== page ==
I think that is totally wrong. The reality is that it’s important to look at broader risk issues because they are risks to the investment case. As Ron O’Hanley, The CEO of State Street recently put it, it’s ‘a matter of value, not values.'
The recent WEF Global Risk Report showed how big socio-economic crises have totally transformed the world. But it doesn’t mean we can afford to ignore the longer term issues around climate change. Energy systems have to be transitioned to a lower cost, lower carbon and more secure source.
The role of supervisors and specifically central banks has become a talking point. Jerome H Powell, the governor of the US Federal Reserve, said that central banks should not get involved in issues like climate change that are beyond their statutory established mandates. What do you think?
He is right to say that managing monetary policy, prudential risks and protecting consumers is what central banks, financial regulators and supervisors should be doing. But some sustainability risks such as those posed by the net-zero transition are truly systemic and should be recognised as such in investment strategies.
The TCFD and the EU’s sustainable finance action plan taxonomy were positive steps but it turns out that [climate transition risks] are more complicated than that and there are “fifty shades of brown or green”. There are also other issues to take account of in sustainable investments, such as not significantly harming other environmental or social objectives (Do No Significant Harm) – for example the impact of radioactive waste in lower carbon energy from nuclear – which are enshrined in the EU SFDR (Sustainable Finance Disclosure Regulation). We have to invest in and support the transition and insurers have an important role as investors and underwriters, especially around the phasing out the demand for fossil fuels like coal.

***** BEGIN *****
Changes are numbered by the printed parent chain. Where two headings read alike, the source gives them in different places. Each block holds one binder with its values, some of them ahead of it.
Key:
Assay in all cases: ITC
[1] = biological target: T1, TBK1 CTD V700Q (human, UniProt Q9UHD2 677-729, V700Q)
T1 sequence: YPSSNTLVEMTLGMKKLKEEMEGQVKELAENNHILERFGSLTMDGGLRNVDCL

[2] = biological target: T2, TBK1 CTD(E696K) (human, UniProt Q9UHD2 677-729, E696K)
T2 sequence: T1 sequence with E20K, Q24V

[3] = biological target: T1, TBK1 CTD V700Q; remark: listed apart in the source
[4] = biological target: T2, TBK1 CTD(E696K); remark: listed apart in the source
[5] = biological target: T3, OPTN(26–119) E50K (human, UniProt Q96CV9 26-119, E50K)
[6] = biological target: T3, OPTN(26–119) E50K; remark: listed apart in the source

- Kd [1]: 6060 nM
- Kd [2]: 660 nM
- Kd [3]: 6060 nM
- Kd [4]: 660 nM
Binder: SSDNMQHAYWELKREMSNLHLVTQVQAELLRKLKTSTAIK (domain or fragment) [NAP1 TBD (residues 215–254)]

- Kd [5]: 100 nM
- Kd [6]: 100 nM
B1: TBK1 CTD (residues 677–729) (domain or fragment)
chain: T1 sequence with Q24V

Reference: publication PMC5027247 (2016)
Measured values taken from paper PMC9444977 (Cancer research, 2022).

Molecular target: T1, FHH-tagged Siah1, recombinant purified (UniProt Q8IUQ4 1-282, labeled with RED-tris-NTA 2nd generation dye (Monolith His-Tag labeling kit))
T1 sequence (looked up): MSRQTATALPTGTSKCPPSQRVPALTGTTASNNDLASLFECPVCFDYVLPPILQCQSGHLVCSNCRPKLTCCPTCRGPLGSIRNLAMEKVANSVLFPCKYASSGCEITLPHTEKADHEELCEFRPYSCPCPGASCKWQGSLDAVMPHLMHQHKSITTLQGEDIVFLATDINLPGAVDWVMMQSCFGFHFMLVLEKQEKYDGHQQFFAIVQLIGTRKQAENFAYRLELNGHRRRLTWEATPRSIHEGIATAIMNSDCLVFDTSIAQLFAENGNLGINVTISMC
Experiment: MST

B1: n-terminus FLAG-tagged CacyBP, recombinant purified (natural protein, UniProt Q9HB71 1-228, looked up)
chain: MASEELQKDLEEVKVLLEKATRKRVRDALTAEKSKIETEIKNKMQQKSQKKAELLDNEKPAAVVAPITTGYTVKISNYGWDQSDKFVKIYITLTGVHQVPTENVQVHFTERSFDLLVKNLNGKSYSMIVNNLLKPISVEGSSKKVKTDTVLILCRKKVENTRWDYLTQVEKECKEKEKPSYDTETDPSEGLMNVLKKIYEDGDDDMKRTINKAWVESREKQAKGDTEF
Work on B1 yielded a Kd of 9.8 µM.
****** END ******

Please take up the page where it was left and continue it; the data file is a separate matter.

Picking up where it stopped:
Existing insurance regulation such as solvency rules are very important to create transparency, level playing fields and ensuring insurers are able to discharge their responsibilities to their policyholders. Recent proposals and discussion at supervisors, such as the IAIS (International Association of Insurance Supervisors) and European and UK supervisors such as EIOPA (European Insurance and Occupational Pensions Authority) and the UK PRA, have focused on understanding and communicating climate risks, especially through bilateral communications such as the ORSA (Own Risk and Solvency Assessment) process.
That makes sense, even if the very long-term time horizons of scenario-based climate risk assessments (multiple decades in the future) don’t match the short (one year) to long-term (three year) strategic plan horizons in most businesses.
So are regulators moving in the right direction policy-wise?
Where it has the potential to go awry is looking to apply capital to those very long-term and uncertain future risks.
Many of these risks won’t materialise for another 20-30 years and may, or may not happen, so it doesn’t make sense to apply capital to something that may or may not happen on such a long time scale. It risks distorting current insurance markets, potentially making insurance unaffordable for customers at a time when it is really needed to create resilience in society.
ESG and climate risks are important near-term and longer-term strategic considerations for insurers - but there are limits as to what insurers can influence. Policymakers need to think carefully and work with the industry to understand where policy innovation can help, or hinder progress in tackling and building resilience to climate change. For example policies that encourage investment in climate risk adaption and resilience, or policies which support closing the insurance protection gap of communities vulnerable to climate risk.